Directed by Takashi Miike
Written by Ai Kennedy (translation), Kikumi Yamagishi (screenplay)
Starring Kanji Sawada, Keiko Matsuzaka, Shinji Takeda, Tetsuro Tanba

What do you seek out horror films for? Some for the perverse thrill of seeing others suffer instead of ourselves. Some as a release of tension. Some for fuel for nightmares. Even some look at it as inspiration. I can’t say that I’ve ever walked away from a horror film feeling upbeat and chipper, but I sure did when the credits started rolling for Takashi Miike’s masterpiece mash-up of all forms of cinema, THE HAPPINESS OF THE KATAKURIS. You can say you’ve seen a boatload of horror films, but until you’ve seen this one, you definitely haven’t seen it all. Miike is one of those filmmakers that make my ears perk whenever I hear about one of his projects. He’s been a director known for taking chances and following a path all his own when it comes to characters and the stories he puts them through. AUDITION, ICHI THE KILLER, SUKIYAKI WESTERN DJANGO, GOZU; the list goes on and in each of these films, Miike makes his presence known and you almost always walk away seeing something you have never seen before.


Well, on the DVD box it describes itself as THE SOUND OF MUSIC meets DAWN OF THE DEAD, and I guess that’s about as accurate description as any. THE HAPPINESS OF KATAKURIS is a mix of animation, claymation, and live action. It borrows from horror, family drama, romantic fiction, and musicals. So in any given scene you could have a cute little Japanese girl licking a lollipop, a claymation bird snatching a white angel/demon who makes off with a woman’s uvula when she screams upon seeing the angel/demon in her soup bowl, a family happily singing and dancing across a countryside, and a zombie sumo wrestler crushing a Sailor Moon lookalike under his girth. If this juxtaposition of imagery doesn’t surprise you, then you are either Takashi Miike or in need of some serious meds.

A multi-generational family is destitute and their main source of income is to take travelers in as lodgers along a worn country road. But things seem to be looking up as a bigger road is going to be made and it runs right past the Katakuri household meaning mo’ travellers and mo’ money! Of course, folks have a tendency to move into the Katakuri household, but they rarely live past the first night. But it’s not the family killing them. The lodgers, for one reason or another, just end up killing themselves or suffering from fatal accidents. Soon the family is doing all they can to stop people from staying at their place to prevent more deaths.

Did I mention this was a musical?

Throughout the entire film, folks bust out into huge singing and dancing numbers. Some of them are catchy, some not so much, but points for Miike pulling this off. If anything, the dance and musical numbers are the highlight of the film. Though the actors clearly are actors and not singers, all of them seem to carry a decent tune. The highlight number is a melodic exchange between the widowed daughter of Papa Kayakuri and a mysterious stranger she meets in a town restaurant. The sequence harkens back to 50’s & 60’s musicals with the music and dances chosen and showcases Miike’s superior range behind the camera.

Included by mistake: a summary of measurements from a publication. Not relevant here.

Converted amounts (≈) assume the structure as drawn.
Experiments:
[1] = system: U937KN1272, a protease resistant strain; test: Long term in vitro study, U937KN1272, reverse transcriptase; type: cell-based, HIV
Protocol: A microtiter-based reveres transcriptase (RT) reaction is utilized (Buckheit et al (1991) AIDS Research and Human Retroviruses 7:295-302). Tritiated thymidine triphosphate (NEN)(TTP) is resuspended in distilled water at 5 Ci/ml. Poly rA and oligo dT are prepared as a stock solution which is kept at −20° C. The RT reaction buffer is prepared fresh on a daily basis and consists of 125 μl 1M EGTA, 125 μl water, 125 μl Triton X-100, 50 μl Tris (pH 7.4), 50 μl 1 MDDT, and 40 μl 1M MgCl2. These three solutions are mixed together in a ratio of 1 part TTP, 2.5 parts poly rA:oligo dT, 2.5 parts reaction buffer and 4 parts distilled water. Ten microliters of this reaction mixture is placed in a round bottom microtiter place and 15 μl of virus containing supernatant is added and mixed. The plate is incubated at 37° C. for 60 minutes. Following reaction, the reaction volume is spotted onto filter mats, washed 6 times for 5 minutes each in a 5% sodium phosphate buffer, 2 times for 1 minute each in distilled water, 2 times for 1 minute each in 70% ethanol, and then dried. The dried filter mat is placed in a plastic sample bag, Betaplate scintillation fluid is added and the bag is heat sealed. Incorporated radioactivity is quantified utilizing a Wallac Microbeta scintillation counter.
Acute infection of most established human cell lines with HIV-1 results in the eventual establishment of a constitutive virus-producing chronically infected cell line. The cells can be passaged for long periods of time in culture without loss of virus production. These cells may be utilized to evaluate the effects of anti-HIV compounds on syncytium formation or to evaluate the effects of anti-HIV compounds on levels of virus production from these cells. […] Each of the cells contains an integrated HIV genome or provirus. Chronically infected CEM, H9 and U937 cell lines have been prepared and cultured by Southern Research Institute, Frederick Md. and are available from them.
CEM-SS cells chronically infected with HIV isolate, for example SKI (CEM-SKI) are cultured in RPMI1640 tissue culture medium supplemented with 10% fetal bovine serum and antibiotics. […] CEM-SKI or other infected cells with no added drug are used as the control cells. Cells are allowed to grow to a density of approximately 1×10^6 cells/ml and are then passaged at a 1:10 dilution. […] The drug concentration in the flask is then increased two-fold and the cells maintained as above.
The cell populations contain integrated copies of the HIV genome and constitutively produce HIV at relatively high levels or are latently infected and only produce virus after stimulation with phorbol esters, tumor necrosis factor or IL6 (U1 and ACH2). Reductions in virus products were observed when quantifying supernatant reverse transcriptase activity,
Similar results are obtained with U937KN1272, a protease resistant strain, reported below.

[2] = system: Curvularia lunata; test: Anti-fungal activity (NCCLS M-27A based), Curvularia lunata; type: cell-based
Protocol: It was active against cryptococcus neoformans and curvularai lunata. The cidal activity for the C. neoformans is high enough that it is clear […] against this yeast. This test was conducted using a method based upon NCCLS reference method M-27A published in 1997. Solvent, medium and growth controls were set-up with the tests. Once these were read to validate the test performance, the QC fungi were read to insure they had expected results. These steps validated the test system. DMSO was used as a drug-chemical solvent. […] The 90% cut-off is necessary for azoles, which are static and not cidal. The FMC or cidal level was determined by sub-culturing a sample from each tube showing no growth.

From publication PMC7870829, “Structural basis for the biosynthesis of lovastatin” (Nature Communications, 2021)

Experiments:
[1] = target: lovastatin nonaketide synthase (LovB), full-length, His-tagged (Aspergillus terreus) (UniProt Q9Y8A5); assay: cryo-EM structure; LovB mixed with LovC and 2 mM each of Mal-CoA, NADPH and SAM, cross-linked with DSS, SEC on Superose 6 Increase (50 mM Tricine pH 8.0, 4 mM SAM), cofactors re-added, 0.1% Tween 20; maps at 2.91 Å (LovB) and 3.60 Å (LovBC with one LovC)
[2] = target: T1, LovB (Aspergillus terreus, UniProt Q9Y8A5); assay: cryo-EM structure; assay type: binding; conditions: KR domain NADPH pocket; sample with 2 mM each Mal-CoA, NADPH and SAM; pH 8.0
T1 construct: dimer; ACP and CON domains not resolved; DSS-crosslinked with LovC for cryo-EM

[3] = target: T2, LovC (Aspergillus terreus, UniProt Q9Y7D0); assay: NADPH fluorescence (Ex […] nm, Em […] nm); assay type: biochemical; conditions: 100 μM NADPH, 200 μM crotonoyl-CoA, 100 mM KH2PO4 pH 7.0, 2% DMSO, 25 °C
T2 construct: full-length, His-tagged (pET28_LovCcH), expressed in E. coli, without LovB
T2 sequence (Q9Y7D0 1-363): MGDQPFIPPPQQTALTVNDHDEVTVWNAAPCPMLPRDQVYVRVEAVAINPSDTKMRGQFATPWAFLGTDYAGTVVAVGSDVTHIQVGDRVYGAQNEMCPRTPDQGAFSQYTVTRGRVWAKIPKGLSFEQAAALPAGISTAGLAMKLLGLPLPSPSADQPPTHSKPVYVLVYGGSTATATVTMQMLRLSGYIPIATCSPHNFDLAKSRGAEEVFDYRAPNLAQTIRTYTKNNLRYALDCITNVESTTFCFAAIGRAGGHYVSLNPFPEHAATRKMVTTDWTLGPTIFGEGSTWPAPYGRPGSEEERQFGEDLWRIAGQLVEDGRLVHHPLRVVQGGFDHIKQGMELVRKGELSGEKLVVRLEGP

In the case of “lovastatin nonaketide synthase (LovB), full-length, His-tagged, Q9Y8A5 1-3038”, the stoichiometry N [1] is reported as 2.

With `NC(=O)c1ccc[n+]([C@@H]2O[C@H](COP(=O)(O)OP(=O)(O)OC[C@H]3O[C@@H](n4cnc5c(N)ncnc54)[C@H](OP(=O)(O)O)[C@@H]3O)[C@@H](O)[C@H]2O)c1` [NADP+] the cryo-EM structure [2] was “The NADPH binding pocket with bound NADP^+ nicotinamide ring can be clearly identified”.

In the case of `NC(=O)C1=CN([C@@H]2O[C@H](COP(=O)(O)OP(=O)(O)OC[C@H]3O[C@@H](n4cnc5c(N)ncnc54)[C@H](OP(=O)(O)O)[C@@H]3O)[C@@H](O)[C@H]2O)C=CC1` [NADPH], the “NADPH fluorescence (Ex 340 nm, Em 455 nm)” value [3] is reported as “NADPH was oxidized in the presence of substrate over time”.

The use of claymation was the true highlight of the film for me. Remember the scene in I’M GONNA GET YOU SUCKA when the old black lady does the fight sequence and it is clearly a white guy with a moustache wearing an old lady costume doing the flips and punches? Well, think that, except when there is a call for something that requires the actors to do something dangerous, they switch to claymation instead. There’s a perilous fight on the side of the cliff that switches from live action to claymation in a beat. The switch is both hilarious and ingenious making up for what looks to be a pretty small budget.

My main problem with this film is that it is somewhat disjointed. Did the angel/demon found in the soup at the beginning of the movie have something to do with the deaths? Maybe. Probably. But it’s never really alluded to. Everything sort of just ends in a big dance number without answering many questions and upon asking specific questions about the outcomes of some of the characters, I found myself not knowing how their story ended. There is some kind of resolution in the end and with a title like THE HAPPINESS OF THE KATAKURIS it’s not a shocker that this is a happy ending. But with all of the different genres and scenes Miike squishes together, it serves more as a grab bag of fun and positive energy, where elements of story aren’t as important as the fun you have watching the film.

And I challenge folks not to have fun watching THE HAPPINESS OF THE KATAKURIS. It’s the kind of film you see playing in a bar with loud music blaring in the background to make folks scratch their heads and say to their intoxicated friend, “What the fuck is this?” Shit like that thrills me. And so does THE HAPPINESS OF THE KATAKURIS.